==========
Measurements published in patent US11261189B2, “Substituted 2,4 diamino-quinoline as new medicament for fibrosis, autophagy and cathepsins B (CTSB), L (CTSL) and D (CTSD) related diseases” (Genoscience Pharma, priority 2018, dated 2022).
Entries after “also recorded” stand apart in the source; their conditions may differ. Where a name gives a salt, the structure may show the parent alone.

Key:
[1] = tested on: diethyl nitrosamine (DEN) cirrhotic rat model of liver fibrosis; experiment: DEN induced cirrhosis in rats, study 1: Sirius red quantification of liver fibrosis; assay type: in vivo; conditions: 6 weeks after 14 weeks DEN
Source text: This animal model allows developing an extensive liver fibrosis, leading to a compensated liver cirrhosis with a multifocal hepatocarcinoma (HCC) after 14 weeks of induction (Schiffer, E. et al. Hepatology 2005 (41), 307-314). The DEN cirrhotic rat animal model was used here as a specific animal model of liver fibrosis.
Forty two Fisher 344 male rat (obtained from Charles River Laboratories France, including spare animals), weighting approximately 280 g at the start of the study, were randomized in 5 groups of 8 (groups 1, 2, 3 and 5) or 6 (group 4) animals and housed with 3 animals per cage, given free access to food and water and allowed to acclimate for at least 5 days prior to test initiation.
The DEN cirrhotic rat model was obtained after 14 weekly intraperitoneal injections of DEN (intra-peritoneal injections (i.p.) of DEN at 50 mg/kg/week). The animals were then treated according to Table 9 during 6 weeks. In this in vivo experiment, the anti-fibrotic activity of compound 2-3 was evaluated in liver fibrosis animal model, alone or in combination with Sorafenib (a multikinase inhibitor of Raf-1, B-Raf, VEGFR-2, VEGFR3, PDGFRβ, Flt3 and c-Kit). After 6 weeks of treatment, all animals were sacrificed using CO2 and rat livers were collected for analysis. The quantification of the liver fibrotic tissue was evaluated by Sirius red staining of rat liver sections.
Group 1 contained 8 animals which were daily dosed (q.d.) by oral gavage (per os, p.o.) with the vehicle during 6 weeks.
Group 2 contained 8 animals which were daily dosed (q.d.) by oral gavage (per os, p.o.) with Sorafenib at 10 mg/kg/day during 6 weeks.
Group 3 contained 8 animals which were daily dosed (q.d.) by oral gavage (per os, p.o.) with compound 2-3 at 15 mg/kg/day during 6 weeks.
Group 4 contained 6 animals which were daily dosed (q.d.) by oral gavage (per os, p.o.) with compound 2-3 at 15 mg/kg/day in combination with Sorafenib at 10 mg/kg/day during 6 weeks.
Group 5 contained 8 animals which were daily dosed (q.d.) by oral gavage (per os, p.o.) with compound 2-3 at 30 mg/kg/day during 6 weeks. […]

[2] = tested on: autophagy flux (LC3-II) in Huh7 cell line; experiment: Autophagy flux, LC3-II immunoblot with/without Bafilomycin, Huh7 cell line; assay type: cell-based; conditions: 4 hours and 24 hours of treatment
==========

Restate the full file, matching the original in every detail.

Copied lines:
Measurements published in patent US11261189B2, “Substituted 2,4 diamino-quinoline as new medicament for fibrosis, autophagy and cathepsins B (CTSB), L (CTSL) and D (CTSD) related diseases” (Genoscience Pharma, priority 2018, dated 2022).
Entries after “also recorded” stand apart in the source; their conditions may differ. Where a name gives a salt, the structure may show the parent alone.

Key:
[1] = tested on: diethyl nitrosamine (DEN) cirrhotic rat model of liver fibrosis; experiment: DEN induced cirrhosis in rats, study 1: Sirius red quantification of liver fibrosis; assay type: in vivo; conditions: 6 weeks after 14 weeks DEN
Source text: This animal model allows developing an extensive liver fibrosis, leading to a compensated liver cirrhosis with a multifocal hepatocarcinoma (HCC) after 14 weeks of induction (Schiffer, E. et al. Hepatology 2005 (41), 307-314). The DEN cirrhotic rat animal model was used here as a specific animal model of liver fibrosis.
Forty two Fisher 344 male rat (obtained from Charles River Laboratories France, including spare animals), weighting approximately 280 g at the start of the study, were randomized in 5 groups of 8 (groups 1, 2, 3 and 5) or 6 (group 4) animals and housed with 3 animals per cage, given free access to food and water and allowed to acclimate for at least 5 days prior to test initiation.
The DEN cirrhotic rat model was obtained after 14 weekly intraperitoneal injections of DEN (intra-peritoneal injections (i.p.) of DEN at 50 mg/kg/week). The animals were then treated according to Table 9 during 6 weeks. In this in vivo experiment, the anti-fibrotic activity of compound 2-3 was evaluated in liver fibrosis animal model, alone or in combination with Sorafenib (a multikinase inhibitor of Raf-1, B-Raf, VEGFR-2, VEGFR3, PDGFRβ, Flt3 and c-Kit). After 6 weeks of treatment, all animals were sacrificed using CO2 and rat livers were collected for analysis. The quantification of the liver fibrotic tissue was evaluated by Sirius red staining of rat liver sections.
Group 1 contained 8 animals which were daily dosed (q.d.) by oral gavage (per os, p.o.) with the vehicle during 6 weeks.
Group 2 contained 8 animals which were daily dosed (q.d.) by oral gavage (per os, p.o.) with Sorafenib at 10 mg/kg/day during 6 weeks.
Group 3 contained 8 animals which were daily dosed (q.d.) by oral gavage (per os, p.o.) with compound 2-3 at 15 mg/kg/day during 6 weeks.
Group 4 contained 6 animals which were daily dosed (q.d.) by oral gavage (per os, p.o.) with compound 2-3 at 15 mg/kg/day in combination with Sorafenib at 10 mg/kg/day during 6 weeks.
Group 5 contained 8 animals which were daily dosed (q.d.) by oral gavage (per os, p.o.) with compound 2-3 at 30 mg/kg/day during 6 weeks. […]

[2] = tested on: autophagy flux (LC3-II) in Huh7 cell line; experiment: Autophagy flux, LC3-II immunoblot with/without Bafilomycin, Huh7 cell line; assay type: cell-based; conditions: 4 hours and 24 hours of treatment